Moisturize, moisturize and moisturize more

Your skin changes as you age, making it difficult to find the right products or know when to change products, according to physician and skin-care specialist Renee Moss, 45, of Williamsburg. She's at Reneau Medical; call 757-345-3064.

"The Skinprint Analysis that we perform in our office allows us obtain imaging and specific measurements of the various properties of your skin – hydration, sebum, barrier function, pH, elasticity, pigmentation," she says.

"Then a skin care regimen can be developed specifically for your skin. Repeating those measurements allows us to make changes in your skin care products as your skin changes. We adjust the products changes in your skin in winter and summer, as skin ages and as it repairs."

Some myths and realities about hydration?

First, drinking eight glasses of water does not keep your skin moist. It is, however, healthy to keep your body hydrated. The outer layer of skin is made up of dead skin cells and oil layer and does not absorb water from within.

Second, misting your face with water does not hydrate the skin. Evaporation actually pulls water off the surface of the skin.

Third, hydration is not just a function of water. It is also a function of the oil/lipid layer of the skin as well as the dead skin cells that make up the outer layer of the skin.

Why is winter so harsh on skin?

In winter, the low environmental humidity dries out the skin the most. Cold air cannot hold as much water as warm air. Central heating draws the moisture out of the air, reaching a level of relative humidity as low as 5 to 10 percent. When this dry air surrounds our bodies, it draws moisture from the skin's top layers.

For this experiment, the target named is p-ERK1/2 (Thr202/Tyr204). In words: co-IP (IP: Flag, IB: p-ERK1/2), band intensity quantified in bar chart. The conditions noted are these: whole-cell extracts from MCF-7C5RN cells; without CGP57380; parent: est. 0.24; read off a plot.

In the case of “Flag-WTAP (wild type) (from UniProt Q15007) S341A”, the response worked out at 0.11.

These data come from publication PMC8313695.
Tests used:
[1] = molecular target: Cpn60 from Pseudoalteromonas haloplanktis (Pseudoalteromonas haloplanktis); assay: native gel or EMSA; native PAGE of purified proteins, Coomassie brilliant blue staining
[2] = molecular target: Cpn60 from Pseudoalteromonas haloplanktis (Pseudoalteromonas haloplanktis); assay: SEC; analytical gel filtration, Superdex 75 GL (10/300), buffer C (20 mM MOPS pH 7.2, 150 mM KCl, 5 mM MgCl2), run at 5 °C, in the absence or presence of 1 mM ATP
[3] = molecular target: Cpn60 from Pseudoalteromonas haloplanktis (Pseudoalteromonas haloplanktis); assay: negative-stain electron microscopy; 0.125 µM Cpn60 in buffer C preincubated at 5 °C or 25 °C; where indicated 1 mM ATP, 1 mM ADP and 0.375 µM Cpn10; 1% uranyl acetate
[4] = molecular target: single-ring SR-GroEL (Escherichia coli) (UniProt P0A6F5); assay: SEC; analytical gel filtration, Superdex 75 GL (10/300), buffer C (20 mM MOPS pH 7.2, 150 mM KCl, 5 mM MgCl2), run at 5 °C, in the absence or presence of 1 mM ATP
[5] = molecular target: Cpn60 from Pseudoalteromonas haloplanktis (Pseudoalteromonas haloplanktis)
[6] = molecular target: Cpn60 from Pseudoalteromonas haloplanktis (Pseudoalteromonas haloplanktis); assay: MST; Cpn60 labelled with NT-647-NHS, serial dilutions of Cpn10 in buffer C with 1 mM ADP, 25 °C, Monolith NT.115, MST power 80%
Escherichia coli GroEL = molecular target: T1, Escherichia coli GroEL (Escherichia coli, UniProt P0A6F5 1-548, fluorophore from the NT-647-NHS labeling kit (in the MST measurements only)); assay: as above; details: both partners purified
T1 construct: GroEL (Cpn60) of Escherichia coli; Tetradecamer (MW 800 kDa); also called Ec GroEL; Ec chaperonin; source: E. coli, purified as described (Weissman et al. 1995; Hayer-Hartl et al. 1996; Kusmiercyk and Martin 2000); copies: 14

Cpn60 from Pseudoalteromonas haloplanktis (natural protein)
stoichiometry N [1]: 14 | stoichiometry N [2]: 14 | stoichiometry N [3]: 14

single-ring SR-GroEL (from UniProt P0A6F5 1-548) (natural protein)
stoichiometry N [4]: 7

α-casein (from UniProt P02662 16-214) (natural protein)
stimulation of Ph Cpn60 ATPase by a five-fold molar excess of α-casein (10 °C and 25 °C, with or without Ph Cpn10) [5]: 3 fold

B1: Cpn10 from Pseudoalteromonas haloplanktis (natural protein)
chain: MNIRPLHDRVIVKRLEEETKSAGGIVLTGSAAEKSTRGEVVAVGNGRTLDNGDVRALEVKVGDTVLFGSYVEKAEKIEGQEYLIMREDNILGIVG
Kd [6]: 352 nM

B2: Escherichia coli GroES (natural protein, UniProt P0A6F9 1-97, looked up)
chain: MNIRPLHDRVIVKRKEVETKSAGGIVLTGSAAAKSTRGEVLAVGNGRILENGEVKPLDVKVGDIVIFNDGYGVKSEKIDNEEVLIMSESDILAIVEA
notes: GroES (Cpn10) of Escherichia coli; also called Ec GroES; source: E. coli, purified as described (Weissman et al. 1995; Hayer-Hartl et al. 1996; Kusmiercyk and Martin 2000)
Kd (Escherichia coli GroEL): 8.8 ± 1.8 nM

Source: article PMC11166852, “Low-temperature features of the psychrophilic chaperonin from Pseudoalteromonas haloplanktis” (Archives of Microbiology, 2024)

Do any foods dry or hydrate skin?

There are not specific foods that dry out the skin. However, you should avoid foods that increase inflammation and free radicals that can damage skin cells. Coffee and alcohol are diuretics, which cause you to lose water.

There are not specific foods that hydrate the skin. You do want to include in your diet plenty of yellow and orange vegetables, which are high in antioxidants to combat free radicals. You also want to include Omega 3 fatty acids to decrease inflammation and provide the building blocks for that lipid component of the skin. Foods rich in sulfur, like garlic, onions and eggs have been shown to be helpful in skin repair. Vitamin B5 and zinc help convert fats and oils to be used properly by your skin.

Do women have more dry skin problems than men?

The difference for men and women occurs when women become postmenopausal. With the drop in estrogen there is a decrease in the sebum (oil) gland production. The oil is necessary to provide an adequate barrier. Less oil, less effective barrier, more water loss.

What makes a moisturizer good?

A good moisturizer is a combination of an emollient and a humectant. An emollient fills in the spaces between the cells and produces an occlusive barrier. Ingredients in emollients may nclude petroleum, dimethicone, mineral oils or natural plant oils. A humectant attracts and holds moisture from the air. Humectant ingredients may include glycerin, hyaluronic acid or urea. These ingredients can come in different forms:

Ointments have the greatest ability to trap moisture but feel greasy

Oils are less greasy but still effective

Creams are white and disappear when rubbed in, no greasy feel

Lotions are suspensions of oily chemicals in alcohol and water, least greasy, can be drying because of alcohol content Typically the greasier the feel, the better the occlusive properties.

What "locks" in moisture?

Oil in the moisturizer helps trap and keep water in the stratum corneum, the outer layer of the skin. Thick greasy moisturizers work best. Applying moisturizers when your skin is damp, within three minutes of getting out of the water, help to trap water before it evaporates.

What soap is best for dry skin?

Avoid soap as much as you can, it strips the skins barrier. If you need soap, use products that are mild, pH balanced and have added oils and fats.